Helping Children Deal with Covid-19

By Sally Baird, PhD

What if my parents get sick? Why can’t I play with my friends? Will we have enough money to eat? What is a coronavirus?

I’m scared Mommy….

These may be just some of the questions and comments you are hearing from your worried child during this time of the COVID-19 pandemic. As a child psychologist and co-author of the new book Shrinking the Worry Monster, I know that children can become extra anxious when everyone around them appears worried. Our book tells the story of kids who take control to shrink the mean Worry Monster and expose his lies.

But in our new reality of living with the coronavirus, what if some of the worries the kids hear from Worry Monster are true? If so, can a book about a lying Worry Monster and the use of anxiety-reducing strategies still be helpful to calm children? Absolutely! In fact, anxiety-reducing ideas are even more important to use now. The following research-based strategies (which are in our book) are based on Cognitive Behavioral Therapy (CBT), one of the most effective programs used to overcome anxiety and depression.

Get Control of Your Own Anxiety

Of course you are anxious right now. But it is important for you to manage your own anxiety for the sake of both you and your children. Explore the topic online and you will find many good discussions. You can also follow the strategies I will discuss below for your children. CBT works well for any age group.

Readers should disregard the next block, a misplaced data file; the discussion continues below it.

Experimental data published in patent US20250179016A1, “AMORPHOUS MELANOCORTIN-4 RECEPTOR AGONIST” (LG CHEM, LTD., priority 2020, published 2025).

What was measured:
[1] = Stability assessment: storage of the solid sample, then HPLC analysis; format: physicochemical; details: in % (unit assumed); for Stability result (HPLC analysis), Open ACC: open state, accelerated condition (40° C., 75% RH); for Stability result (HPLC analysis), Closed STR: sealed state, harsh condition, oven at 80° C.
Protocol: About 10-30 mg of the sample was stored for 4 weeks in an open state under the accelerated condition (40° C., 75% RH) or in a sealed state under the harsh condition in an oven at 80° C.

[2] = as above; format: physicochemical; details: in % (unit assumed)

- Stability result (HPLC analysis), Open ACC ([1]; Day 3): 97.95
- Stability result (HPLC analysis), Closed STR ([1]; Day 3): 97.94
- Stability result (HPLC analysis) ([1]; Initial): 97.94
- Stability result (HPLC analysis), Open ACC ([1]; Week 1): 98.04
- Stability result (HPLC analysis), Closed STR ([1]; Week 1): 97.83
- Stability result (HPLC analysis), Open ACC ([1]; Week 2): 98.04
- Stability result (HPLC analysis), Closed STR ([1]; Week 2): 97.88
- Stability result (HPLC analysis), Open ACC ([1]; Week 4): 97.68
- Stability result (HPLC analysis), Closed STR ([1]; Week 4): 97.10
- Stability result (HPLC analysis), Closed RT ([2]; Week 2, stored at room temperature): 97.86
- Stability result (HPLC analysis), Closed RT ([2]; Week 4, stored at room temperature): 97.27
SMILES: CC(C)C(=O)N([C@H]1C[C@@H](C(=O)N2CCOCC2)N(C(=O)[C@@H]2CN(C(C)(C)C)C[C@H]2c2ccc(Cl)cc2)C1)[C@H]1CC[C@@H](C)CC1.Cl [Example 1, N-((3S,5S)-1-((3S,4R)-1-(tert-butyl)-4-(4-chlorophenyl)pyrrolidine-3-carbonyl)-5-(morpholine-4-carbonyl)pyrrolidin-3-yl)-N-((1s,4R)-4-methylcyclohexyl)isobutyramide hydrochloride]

Identify Your Child’s Worries

The goals here are to normalize your child’s worries and to acknowledge that some, but not all, of their worries could be real. Start by asking open-ended questions like the following—

  • What do you know about COVID-19?
  • How has your life changed because of the coronavirus?
  • Tell me about your feelings.
  • Many of us have worries about the virus right now, even Mom and Dad. Does it cause you any worry? If so, what are your worries?

Be very open and accepting of their answers. Remember that they are taking a risk in telling you their fears when they know you are already nervous. Don’t be surprised by any of their worries. Some will mirror yours and other will appear to have come out of nowhere and not make any sense to you. Treat each worry with respect.